What I say to people who are looking for a job

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I took a turn in my career, not a complete 180°, but around 60°.

I started off in corporate finance doing analytics on budgets, and now I’m in the world of data science doing analytics on user behavior.

After I got my new role, I did a video explaining my process on how to get a job. Today, a lot of people have questions about their journey as they try and navigate a new career for themselves.

Most questions follow the same format. Here are my responses to the most common:

“Greg, I don’t know what I want to do”

  • Ok, no problem. Make a list of the top 30 specific activities you’re interested in, yes 30.

    • “Building things” isn’t an activity. “Building furniture” or “Building a web app” is an activity.

  • Rank them in order of most interesting to least interesting (prioritization).

  • One by one, spend a week on the top 6 items learning everything you can about the topic.

    • Google, “[this activity I like] for dummies” and learn for a week.

    • Hint: If you can’t get through the whole week, you probably didn’t like it that much.

  • After each week of an activity, rank it 1-10 on how much you still like it.

  • Take the top 3 you still like and then do those for 2 more weeks.

  • Goal: Find what gives you energy. Following your energy (not a specific task) is the key to finding what you’re stoked on.

“Hey Greg, my job is lame, I would rather be doing XYZ”

  • Greg: “Awesome that sounds great. Don’t leave your job yet. Take up XYZ as a side project, and continue with it until you can’t possibly do both.”

  • Goal: Make sure you have energy for your XYZ ambition. Make sure you do before you go for it.

“Greg, I know what I want to do, but I don’t know how to get there?”

  • Talk to as many people as possible in the field that you want to get into.

    • What do they say about your next step?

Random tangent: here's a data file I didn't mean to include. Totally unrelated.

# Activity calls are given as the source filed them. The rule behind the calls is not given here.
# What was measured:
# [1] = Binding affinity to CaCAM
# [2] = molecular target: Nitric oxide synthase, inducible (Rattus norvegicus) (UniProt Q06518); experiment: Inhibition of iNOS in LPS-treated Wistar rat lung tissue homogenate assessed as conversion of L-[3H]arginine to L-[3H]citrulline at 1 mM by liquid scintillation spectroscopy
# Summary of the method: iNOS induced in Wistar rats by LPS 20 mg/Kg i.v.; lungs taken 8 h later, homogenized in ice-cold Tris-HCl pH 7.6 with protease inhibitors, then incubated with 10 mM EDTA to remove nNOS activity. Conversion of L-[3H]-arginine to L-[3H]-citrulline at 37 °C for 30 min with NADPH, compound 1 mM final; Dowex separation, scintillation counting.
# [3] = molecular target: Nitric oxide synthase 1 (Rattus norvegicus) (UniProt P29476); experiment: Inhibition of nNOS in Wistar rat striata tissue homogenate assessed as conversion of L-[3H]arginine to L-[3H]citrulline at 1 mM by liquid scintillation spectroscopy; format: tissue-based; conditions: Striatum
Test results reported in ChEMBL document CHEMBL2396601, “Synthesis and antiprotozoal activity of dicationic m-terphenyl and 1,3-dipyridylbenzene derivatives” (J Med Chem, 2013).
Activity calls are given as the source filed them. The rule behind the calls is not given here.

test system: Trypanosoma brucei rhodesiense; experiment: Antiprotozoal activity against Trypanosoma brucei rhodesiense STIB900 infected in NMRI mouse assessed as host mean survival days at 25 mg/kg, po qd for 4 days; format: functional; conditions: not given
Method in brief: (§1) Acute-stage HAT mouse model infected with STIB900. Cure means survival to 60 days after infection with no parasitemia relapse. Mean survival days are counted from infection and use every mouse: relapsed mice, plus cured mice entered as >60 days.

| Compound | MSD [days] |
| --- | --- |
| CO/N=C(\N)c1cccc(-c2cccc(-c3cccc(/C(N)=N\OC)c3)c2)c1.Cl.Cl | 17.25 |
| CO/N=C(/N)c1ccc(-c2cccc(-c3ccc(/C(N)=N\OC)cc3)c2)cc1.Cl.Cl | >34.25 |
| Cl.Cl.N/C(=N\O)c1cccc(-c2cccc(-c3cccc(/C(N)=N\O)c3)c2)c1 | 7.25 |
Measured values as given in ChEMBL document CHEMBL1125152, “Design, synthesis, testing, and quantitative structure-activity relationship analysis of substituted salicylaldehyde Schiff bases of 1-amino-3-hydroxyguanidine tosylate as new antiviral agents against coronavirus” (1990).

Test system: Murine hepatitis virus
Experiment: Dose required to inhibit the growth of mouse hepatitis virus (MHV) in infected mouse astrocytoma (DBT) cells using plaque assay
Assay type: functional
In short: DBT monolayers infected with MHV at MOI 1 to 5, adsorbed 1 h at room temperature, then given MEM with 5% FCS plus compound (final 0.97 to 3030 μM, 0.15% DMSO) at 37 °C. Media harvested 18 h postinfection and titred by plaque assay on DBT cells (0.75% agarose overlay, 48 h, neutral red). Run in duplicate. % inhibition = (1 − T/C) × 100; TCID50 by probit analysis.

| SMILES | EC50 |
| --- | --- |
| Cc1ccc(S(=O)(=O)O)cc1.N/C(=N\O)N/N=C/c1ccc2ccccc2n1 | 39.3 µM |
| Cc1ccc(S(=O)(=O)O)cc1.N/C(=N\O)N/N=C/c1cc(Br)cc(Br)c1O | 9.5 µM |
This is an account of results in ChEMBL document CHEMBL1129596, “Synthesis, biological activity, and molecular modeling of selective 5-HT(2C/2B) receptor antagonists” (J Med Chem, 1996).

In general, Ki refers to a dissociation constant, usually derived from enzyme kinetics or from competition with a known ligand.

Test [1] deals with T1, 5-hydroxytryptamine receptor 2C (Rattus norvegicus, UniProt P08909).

• Here’s a “cold start” process from a programmer's perspective. It applies to anyone

  • I have no idea what’s the next step for the thing you want to do, but I know where to find the answer, and it’s through people already in the field.

“Greg, I want to leave work and go travel”

  • Been there done that. It’s fun while it lasts, the re-entry can be hard. It’s takes a lot of work when you come back.

  • Do you already have something lined up for when you come back? If so, then yes, get offline and leave now. I’ll buy you a bottle of champagne when you’re there.

  • If not, then it still sounds fun, but understand it is going to be tough coming back.

“Hey Greg, I want to do data science”

  • First off ask yourself, “what is data science?” Once you understand there is no right answer move to the next step.

  • Then, read this entire PDF (it changed my life) if you’ve done all the exercises and it still calls to you and, then...

  • Start a side project and make it marketable online, send it to as many people that will look at it.

  • Along the way you’ll find The Path

Writing is fun, hard, occasionally embarrassing, and the most important thing for your career

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I have a real estate agent friend named Andrew. Hey Andrew!

He writes monthly about the housing market in San Francisco. I think it’s interesting material, so I forward it to my network.

I’m sharing his words, which builds up his authoritative voice, which builds up his brand.

He tells me some of my friends follow up with him. I hope one of them buys...it’ll be due to his newsletter.

Writing is a good idea because your words last longer than you do.

Your words are able to travel and be heard more than you ever physically could.

I also have a few friends who want to get into creative writing or comedy. I tell them to write (no matter how good/bad) on a weekly basis and send it out to friends for fun. Remember, lean into vulnerability.

I think it’ll happen one day, hasn’t yet though.

Here are resources I use while learning how to write:

Writing is for the long game and will take time, but when it comes to fruition, whatever it is, you’ll be stoked that you did it in the first place.

Send me 250 words on anything. I’d love to read it.